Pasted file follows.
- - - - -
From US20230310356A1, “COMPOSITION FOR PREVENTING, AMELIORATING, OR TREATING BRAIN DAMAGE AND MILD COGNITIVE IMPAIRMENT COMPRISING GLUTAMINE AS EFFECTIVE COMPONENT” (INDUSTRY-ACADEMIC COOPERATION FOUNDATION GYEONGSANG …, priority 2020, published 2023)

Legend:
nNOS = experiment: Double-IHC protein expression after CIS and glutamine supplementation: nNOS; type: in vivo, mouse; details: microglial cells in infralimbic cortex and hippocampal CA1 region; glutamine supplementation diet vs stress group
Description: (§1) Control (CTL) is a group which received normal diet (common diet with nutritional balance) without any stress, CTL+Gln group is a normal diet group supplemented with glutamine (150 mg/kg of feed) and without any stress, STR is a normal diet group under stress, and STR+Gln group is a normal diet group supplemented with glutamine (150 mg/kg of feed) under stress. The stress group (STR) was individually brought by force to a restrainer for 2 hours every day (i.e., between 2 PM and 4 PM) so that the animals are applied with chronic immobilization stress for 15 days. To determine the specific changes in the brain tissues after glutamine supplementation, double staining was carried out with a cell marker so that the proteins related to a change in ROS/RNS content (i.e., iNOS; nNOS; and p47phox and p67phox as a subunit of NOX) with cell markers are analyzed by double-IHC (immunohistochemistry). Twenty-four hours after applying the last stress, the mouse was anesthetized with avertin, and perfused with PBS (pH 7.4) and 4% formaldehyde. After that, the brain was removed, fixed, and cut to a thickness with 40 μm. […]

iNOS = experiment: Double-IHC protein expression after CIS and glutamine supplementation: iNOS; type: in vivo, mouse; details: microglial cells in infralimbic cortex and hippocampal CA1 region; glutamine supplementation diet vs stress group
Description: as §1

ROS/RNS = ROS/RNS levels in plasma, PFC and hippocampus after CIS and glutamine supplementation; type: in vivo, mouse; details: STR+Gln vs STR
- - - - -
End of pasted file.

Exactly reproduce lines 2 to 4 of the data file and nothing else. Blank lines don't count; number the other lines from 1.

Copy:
Legend:
nNOS = experiment: Double-IHC protein expression after CIS and glutamine supplementation: nNOS; type: in vivo, mouse; details: microglial cells in infralimbic cortex and hippocampal CA1 region; glutamine supplementation diet vs stress group
Description: (§1) Control (CTL) is a group which received normal diet (common diet with nutritional balance) without any stress, CTL+Gln group is a normal diet group supplemented with glutamine (150 mg/kg of feed) and without any stress, STR is a normal diet group under stress, and STR+Gln group is a normal diet group supplemented with glutamine (150 mg/kg of feed) under stress. The stress group (STR) was individually brought by force to a restrainer for 2 hours every day (i.e., between 2 PM and 4 PM) so that the animals are applied with chronic immobilization stress for 15 days. To determine the specific changes in the brain tissues after glutamine supplementation, double staining was carried out with a cell marker so that the proteins related to a change in ROS/RNS content (i.e., iNOS; nNOS; and p47phox and p67phox as a subunit of NOX) with cell markers are analyzed by double-IHC (immunohistochemistry). Twenty-four hours after applying the last stress, the mouse was anesthetized with avertin, and perfused with PBS (pH 7.4) and 4% formaldehyde. After that, the brain was removed, fixed, and cut to a thickness with 40 μm. […]